Fracked shale could trap lots of carbon dioxide

Scientists estimate that about 10 to 18 gigatonnes of carbon dioxide could be stored in the Marcellus formation alone after the extraction of methane gas. The US has several other large shale formations that could provide additional storage.

They apply their model to the Marcellus Shale geological formation in Pennsylvania and find that the fractured rock has the potential to store roughly 50 percent of the US carbon dioxide emissions produced from stationary sources between 2018 and 2030.

Andres Clarens, an assistant professor of civil and environmental engineering at University of Virginia’s School of Engineering and Applied Science, and graduate student Zhiyuan Tao report their findings in Environmental Science and Technology.

They base their model on historical and projected methane production, along with published data and models for estimating the carbon dioxide capacity of the formations.

Clarens says that production records are available for how much methane gas producers have already extracted from the Marcellus Shale, as well as estimates of how much more they expect to extract. That provides a basis for determining how much space will be left in the formation when the methane is gone, he says. Clarens says gas would be adsorbed into the pores of the shale and held securely.

“This would be a way of eating our cake and having it too,” Clarens says. “We can drill the shale, pump out the gas, and pump in the carbon dioxide. I think this will get policymakers’ attention.”

He says his work deals with the chemical feasibility of the idea, and that additional studies must be performed to examine the economical, political, and logistical implications.

“My field is carbon management—high-pressure carbon dioxide chemistry,” he says. “Right now, we are emitting huge levels of carbon dioxide, and we need new ideas on ways to store the waste.”

Clarens, who says he has no connection with the oil and gas industry, knows some in the environmental movement oppose hydraulic fracturing because of possible risks to ground and surface waters. However, he thinks this type of extraction is inevitable in many places and it is important to preemptively develop new strategies for handling the environmental implications, especially those related to carbon dioxide.

“There are a lot of people who say we need to get away from carbon-based fuels, and that may be possible in a few decades, but right now, fossil fuels power everything,” he says. “Finding ways to harvest these non-conventional fossil fuel sources without contributing to climate changes is a difficult but important challenge.”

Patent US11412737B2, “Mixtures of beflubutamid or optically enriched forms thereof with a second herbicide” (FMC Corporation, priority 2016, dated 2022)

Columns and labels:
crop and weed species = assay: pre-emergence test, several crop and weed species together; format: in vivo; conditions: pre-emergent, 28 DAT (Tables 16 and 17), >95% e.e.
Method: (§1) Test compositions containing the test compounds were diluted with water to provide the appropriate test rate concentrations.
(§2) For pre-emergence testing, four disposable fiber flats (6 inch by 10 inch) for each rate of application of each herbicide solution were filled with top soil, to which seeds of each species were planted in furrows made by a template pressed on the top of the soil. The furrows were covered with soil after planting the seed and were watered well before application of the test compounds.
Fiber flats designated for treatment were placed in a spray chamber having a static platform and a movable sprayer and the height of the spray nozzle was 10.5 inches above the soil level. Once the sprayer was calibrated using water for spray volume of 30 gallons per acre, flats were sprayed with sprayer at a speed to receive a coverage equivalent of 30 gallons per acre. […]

Source: University of Virginia

chat7 Comments


  1. Naomi

    I’m sorry, but fracking is extremely toxic, and makes CO2 look like a walk in the park by comparison. Stating that there’s a fair exchange by putting the carbon into the ground after fracking is scientifically amoral.

  2. chaz

    That comment is pretty simplistic. We use toxic materials all the time, including medical treatments for cancer.

  3. steve

    So, we extract tonnes of fossil fuel, adding to our greenhouse emissions, (to say nothing of the increased earthquakes, water destruction, and land spoliation) and we get a big deep hole we can stuff carbon in…maybe..if we can figure out how..if we’re lucky…’s easier than solar/wind/geothermal power! After all, it’s like the coal/oil/natgas companies have been telling us for decades…solar/wind/etc might “someday” work..but you know..right now..they gots bills to pay so suck it up.

  4. Peter

    This is the clean coal idea. What a joke. It’s never been tried -thank God and nobody really knows what the dangers are with high pressure co2 storage. Face it. Fracking is an environmental disaster which means it’s here to stay.

  5. Tex

    drill baby dreeeeeee-ullllllllllll

  6. Tex

    additionally, Naomi has no idea what she is talking about, as study after study has proven fracking to safe. Umm, Naomi, did you know that the drilling process is involves a completely closed system involving piping and cement casing among other environment protecting factors? i recommend you study petroleum engineering and the truth before you go off spewing your low-information-voter libtard silliness. I know you won’t, because you are a libtard. But i felt it necessary to troll you anyway. I’m sure I’ll be trolled hardcore by all the silly libtards lurking on the comment boards of this site in return, and that is ok. But anyways, this site has some really great stuff on it. I’m glad I discovered it…both for education and for additional entertainment in trolling on clueless libtards who think fracking is environmentally unsafe even though it has been proven over and over and over again that it is safe. Texas. ‘Murica.

  7. Jess

    Tex, glad to know that you know you’re a troll. Ad hominem attacks merely demonstrate that you have nothing substantial to back up your arguments.

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